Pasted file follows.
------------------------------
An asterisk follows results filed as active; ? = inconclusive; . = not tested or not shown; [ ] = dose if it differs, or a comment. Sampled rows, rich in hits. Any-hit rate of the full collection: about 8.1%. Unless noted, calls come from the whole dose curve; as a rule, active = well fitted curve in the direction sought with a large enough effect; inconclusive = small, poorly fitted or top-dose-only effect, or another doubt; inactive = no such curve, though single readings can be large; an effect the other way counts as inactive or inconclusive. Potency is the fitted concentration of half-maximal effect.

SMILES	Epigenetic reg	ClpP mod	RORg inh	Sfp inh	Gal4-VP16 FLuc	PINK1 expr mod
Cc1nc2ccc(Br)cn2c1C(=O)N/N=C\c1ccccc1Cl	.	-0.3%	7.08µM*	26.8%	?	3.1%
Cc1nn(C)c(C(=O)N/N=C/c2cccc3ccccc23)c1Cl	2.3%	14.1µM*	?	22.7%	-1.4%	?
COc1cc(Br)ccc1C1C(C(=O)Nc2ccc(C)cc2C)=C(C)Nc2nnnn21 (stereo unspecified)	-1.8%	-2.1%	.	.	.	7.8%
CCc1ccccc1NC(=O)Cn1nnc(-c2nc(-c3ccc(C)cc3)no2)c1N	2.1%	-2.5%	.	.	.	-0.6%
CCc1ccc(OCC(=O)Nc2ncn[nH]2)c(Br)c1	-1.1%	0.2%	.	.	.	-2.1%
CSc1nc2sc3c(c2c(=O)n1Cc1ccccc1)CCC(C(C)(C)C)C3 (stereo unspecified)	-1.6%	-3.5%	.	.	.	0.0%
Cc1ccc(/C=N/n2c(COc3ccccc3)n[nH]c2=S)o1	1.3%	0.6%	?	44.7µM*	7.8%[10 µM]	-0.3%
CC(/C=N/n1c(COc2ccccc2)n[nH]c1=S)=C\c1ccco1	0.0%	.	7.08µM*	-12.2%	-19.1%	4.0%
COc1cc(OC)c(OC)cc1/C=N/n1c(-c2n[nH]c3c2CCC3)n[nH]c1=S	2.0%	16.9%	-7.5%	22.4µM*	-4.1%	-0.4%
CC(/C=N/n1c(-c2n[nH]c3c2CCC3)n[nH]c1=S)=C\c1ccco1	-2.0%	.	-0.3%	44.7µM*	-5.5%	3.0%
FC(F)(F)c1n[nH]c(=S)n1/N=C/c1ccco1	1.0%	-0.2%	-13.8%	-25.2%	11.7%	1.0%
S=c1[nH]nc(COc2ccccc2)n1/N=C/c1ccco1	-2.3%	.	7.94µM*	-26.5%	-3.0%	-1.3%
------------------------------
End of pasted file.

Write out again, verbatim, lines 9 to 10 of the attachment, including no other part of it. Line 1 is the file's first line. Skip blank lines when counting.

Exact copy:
Cc1ccc(/C=N/n2c(COc3ccccc3)n[nH]c2=S)o1	1.3%	0.6%	?	44.7µM*	7.8%[10 µM]	-0.3%
CC(/C=N/n1c(COc2ccccc2)n[nH]c1=S)=C\c1ccco1	0.0%	.	7.08µM*	-12.2%	-19.1%	4.0%